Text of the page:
8. What a wonderful review, and a great “pondering” of the questions posed! I look forward to reading where you go with this. It’s so sad to read his summation of Americans as “less bothered by intellectual justification.”

    True then, and painfully truer this decade.

    I got a lot out of this book three decades ago, including little things like the word “trepverter.” I know so well those words you don’t think of until you’re out the door and walking down the steps!

    The arresting use of cuckolding as a plot device; that people he knows (a friend? relative?) lead him out of the way for his best friend & his wife to betray him.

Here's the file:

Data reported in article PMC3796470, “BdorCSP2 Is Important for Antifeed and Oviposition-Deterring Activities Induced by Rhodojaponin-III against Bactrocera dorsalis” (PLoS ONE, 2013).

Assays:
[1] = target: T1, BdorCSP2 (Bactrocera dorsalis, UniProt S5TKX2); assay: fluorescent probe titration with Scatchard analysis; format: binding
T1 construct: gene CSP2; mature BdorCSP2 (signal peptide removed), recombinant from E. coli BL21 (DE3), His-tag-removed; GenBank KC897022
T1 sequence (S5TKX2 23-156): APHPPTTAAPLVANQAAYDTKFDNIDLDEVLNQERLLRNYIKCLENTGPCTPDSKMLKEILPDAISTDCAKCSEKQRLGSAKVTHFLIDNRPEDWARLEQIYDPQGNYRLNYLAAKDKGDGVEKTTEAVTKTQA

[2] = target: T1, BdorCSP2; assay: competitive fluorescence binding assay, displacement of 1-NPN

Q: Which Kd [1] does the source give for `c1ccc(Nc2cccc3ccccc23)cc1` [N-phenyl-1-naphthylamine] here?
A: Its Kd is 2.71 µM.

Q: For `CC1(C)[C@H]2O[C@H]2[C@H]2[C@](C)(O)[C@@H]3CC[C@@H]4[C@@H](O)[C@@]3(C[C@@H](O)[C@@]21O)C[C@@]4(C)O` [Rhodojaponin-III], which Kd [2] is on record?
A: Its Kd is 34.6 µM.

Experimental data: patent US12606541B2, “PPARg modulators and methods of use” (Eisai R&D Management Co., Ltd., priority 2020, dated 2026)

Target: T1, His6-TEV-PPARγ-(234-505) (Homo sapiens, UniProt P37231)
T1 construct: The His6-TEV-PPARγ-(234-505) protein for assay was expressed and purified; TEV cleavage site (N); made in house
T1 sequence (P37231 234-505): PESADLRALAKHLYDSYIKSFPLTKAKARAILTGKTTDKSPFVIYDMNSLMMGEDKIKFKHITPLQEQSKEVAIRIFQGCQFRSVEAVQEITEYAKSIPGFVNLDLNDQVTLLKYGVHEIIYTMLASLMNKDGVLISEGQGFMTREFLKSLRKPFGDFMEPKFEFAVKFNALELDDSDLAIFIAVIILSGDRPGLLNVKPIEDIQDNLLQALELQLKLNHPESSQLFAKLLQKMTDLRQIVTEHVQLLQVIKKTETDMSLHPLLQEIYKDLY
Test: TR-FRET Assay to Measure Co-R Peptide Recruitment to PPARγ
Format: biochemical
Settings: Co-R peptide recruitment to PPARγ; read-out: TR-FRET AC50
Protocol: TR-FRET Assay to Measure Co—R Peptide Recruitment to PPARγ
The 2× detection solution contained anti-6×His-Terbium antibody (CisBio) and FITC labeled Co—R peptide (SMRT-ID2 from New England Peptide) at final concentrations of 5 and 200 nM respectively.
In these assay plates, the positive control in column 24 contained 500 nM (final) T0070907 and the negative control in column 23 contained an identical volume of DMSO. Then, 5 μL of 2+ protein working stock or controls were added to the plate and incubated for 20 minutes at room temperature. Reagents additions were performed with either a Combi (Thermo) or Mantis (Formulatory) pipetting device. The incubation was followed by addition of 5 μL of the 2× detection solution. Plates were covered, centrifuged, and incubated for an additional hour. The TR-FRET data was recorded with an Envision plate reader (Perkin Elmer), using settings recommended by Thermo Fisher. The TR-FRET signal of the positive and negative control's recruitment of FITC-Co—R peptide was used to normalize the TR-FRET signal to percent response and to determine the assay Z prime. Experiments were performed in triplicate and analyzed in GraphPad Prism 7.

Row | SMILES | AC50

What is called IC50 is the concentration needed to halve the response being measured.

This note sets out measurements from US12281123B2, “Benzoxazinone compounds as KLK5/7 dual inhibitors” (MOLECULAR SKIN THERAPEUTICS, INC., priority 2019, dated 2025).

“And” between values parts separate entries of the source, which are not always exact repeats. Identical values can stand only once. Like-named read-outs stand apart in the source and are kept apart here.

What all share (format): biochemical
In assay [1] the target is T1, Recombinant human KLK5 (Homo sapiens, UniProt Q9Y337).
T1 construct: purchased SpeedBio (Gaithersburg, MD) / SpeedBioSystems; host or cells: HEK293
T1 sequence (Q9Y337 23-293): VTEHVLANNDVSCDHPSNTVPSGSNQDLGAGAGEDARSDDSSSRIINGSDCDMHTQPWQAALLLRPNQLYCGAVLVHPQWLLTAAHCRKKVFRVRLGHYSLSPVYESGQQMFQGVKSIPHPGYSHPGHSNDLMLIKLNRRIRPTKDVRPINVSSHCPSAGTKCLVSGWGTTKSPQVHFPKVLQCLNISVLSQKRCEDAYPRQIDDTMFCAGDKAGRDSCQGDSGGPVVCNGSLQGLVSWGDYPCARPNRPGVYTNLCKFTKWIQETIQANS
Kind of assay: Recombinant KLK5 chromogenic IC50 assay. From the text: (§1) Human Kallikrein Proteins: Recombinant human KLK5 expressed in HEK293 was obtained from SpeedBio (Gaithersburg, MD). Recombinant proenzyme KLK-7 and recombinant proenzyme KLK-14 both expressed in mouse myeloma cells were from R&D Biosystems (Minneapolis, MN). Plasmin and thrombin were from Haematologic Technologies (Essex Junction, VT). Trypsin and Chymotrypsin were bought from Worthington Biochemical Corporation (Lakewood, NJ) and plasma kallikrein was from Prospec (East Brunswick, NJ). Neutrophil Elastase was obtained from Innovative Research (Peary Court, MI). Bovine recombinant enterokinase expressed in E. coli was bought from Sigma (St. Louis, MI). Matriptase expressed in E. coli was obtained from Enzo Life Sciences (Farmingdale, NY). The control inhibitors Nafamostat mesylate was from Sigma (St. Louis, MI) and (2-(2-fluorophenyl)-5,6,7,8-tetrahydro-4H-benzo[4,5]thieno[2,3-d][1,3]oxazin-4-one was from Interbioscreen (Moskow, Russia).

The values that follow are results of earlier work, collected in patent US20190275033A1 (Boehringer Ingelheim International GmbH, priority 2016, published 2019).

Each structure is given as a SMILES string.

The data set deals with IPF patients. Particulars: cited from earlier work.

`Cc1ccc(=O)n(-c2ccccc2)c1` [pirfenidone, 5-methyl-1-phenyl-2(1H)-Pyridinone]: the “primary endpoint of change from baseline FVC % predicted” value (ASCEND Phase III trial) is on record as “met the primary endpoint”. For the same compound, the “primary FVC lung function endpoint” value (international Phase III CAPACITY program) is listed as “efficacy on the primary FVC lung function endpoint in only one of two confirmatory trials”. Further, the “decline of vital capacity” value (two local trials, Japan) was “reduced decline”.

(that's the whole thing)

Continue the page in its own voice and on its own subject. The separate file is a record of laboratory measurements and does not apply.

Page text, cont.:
his window-peeping scene, watching his former best friend bathe his own daughter — heartwrenching, as he defies a restraining order, deperate to see his girl.

    Visiting his house in the Berkshires, overrrun by wild animals — in my early 20 it was very striking to me that he took a ‘live and let live’ attitude toward this. Everyone I knew would have been shooing out those owls and all else.

    But I really like what you’re doing with the over-arching theme, and again, look forward to where you take it.

    p.s. “Bookboxed”, I loved Mr. Sammler’s Planet. So topical to the late 60s; have meant to re-read that in view of all the changes since.